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June 13, 2022

Watch former Philly commissioner Al Schmidt's testimony in the Jan. 6 committee hearings

After the 2020 presidential election, Schmidt said he received threats motivated by a tweet from former President Donald Trump

Investigations Politics
Al Schmidt Testimony Josh Morgan/USA TODAY

Al Schmidt, a former Philadelphia City Commissioner, testified Monday about the threats he received following the 2020 presidential election. Schmidt was called as a witness in the Jan. 6 committee hearings.

Former Philadelphia City Commissioner Al Schmidt testified Monday before the U.S. House Select Committee investigating last year's Capitol insurrection. The televised hearings are meant to review evidence of whether the Capitol riot was premeditated by former President Donald Trump and other Republicans who falsely spread misinformation about voter fraud in the 2020 presidential election.

Schmidt, the city's lone Republican commissioner at the time of the election, was called by the select committee to testify about the threats he and his family received in the tense months after Joe Biden's presidential victory leading up to the insurrection in Washington, D.C. 

In the week after the 2020 election, as Philadelphia's vote count showed a clear advantage for Biden, the scene around the Pennsylvania Convention Center grew increasingly tense. On the night of Nov. 5, two men were arrested near the convention center with loaded pistols and an AR-15-style rifle. One of those men was Joshua Macias, the co-founder of Veterans for Trump, who later participated in the Jan. 6 riot and is currently awaiting trial over illegal gun possession and election interference charges.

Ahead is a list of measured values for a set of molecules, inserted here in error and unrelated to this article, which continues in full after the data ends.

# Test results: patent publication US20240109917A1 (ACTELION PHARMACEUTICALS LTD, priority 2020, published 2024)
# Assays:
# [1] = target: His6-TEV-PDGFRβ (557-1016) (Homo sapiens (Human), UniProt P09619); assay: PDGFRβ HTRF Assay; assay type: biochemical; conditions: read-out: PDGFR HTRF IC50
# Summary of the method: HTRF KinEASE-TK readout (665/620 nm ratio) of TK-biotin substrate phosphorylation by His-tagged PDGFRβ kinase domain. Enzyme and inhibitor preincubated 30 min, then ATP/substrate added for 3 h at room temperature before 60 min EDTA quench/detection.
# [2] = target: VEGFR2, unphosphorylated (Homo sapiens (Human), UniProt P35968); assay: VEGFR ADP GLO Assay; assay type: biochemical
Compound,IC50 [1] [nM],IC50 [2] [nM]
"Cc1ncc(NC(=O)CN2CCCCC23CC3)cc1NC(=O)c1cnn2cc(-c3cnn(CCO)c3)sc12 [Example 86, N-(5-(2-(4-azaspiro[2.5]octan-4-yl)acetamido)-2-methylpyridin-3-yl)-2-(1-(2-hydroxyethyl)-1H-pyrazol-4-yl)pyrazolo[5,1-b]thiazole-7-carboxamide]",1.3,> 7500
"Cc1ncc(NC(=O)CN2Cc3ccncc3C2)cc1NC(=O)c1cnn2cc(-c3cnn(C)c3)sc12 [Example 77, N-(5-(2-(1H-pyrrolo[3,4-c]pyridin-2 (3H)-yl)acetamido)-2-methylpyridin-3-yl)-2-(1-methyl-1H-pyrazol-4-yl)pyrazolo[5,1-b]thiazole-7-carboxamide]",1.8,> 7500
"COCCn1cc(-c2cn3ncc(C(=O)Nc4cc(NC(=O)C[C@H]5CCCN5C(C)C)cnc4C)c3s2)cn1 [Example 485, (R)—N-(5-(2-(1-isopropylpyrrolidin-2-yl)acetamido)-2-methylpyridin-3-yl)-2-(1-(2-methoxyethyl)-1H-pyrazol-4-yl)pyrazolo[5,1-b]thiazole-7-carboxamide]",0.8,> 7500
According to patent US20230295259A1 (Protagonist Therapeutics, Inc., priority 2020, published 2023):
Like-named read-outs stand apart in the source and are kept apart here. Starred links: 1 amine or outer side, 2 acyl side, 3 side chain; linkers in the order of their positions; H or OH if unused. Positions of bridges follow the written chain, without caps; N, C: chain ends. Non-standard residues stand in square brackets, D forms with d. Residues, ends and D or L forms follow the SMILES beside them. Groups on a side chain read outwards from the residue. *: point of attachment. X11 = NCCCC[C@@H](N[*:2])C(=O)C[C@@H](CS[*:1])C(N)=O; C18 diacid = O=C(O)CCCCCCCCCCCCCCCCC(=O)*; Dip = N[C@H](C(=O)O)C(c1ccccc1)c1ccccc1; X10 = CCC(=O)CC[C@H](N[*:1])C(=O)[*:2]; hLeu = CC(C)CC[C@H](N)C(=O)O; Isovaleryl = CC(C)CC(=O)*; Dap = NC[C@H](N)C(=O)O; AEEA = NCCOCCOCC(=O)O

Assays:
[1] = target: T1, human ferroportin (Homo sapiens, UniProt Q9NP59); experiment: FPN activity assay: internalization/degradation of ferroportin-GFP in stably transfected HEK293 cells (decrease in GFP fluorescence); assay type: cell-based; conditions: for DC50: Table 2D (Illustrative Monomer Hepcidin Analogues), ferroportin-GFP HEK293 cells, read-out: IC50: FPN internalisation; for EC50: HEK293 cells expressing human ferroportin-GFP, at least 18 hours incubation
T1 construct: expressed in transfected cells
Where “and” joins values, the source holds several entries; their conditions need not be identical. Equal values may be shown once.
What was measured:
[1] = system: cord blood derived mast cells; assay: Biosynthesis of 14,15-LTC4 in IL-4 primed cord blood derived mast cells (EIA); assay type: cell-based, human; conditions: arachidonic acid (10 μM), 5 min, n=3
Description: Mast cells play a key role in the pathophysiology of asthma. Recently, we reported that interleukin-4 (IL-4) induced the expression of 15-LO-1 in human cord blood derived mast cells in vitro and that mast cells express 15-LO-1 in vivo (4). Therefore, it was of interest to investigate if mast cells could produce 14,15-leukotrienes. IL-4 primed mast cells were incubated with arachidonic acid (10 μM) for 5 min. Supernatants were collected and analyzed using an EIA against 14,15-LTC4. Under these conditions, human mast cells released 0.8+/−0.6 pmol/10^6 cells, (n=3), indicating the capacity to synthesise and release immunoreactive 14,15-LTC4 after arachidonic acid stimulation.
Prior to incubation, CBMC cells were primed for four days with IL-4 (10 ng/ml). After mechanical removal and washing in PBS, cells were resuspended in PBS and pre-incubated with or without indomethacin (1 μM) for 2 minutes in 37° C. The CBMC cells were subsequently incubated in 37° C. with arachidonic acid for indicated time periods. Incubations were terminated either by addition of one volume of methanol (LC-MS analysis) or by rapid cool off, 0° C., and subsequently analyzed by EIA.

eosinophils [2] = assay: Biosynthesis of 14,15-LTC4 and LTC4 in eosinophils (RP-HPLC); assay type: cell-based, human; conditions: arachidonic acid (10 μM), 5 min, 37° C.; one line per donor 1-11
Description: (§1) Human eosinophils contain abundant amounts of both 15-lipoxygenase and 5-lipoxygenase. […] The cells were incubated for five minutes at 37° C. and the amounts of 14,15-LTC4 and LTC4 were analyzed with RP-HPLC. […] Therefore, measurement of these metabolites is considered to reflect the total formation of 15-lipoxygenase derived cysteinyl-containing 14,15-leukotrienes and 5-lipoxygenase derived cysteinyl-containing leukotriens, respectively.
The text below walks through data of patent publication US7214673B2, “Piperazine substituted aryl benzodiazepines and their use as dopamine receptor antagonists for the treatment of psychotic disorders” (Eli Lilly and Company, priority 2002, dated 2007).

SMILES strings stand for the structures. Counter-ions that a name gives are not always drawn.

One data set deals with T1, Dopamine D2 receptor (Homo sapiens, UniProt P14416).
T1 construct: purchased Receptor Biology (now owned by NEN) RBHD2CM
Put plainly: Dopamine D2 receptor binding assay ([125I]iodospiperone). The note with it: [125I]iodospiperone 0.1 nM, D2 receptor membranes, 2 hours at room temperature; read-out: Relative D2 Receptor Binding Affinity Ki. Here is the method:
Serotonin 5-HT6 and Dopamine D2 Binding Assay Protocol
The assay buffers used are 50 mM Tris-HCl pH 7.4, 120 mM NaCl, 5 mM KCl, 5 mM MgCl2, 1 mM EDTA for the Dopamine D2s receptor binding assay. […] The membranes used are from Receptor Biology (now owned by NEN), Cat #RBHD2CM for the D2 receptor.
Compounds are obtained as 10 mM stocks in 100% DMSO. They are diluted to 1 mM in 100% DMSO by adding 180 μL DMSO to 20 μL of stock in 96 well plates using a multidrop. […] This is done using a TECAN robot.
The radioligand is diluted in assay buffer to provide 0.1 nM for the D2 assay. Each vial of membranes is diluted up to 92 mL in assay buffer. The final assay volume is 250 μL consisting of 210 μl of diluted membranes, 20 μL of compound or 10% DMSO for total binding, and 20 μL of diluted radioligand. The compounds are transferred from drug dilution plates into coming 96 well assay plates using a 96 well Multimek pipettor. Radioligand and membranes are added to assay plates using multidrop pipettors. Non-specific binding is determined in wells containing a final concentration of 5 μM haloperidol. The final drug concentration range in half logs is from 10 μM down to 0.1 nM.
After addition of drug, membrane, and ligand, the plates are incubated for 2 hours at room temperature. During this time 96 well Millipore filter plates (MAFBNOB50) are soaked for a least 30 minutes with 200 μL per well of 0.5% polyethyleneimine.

Then, on Nov. 11, Trump lashed out at Schmidt on Twitter, targeting the commissioner for failing to halt the vote count amid his campaign's unfounded claims of fraud. The former president put Schmidt's name in the national spotlight, leading to threats that Schmidt already had testified about in front of the Senate last October.

"A guy named Al Schmidt, a Philadelphia Commissioner and so-called Republican (RINO), is being used big time by the Fake News Media to explain how honest things were with respect to the Election in Philadelphia," Trump's tweet said. "He refuses to look at a mountain of corruption & dishonesty. We win!"

At the time, Schmidt was the only Republican on the three-member panel of commissioners overseeing the elections in Philadelphia. He resigned last November to become president and CEO of the Committee of Seventy, a local nonpartisan government watchdog group in the city.

At Monday's hearing, Schmidt shared that the threats from Trump supporters became personal after the former president's tweet. Previously, Schmidt said, the content of the threats he and his staff received included only general hints about retaliation for alleged government corruption.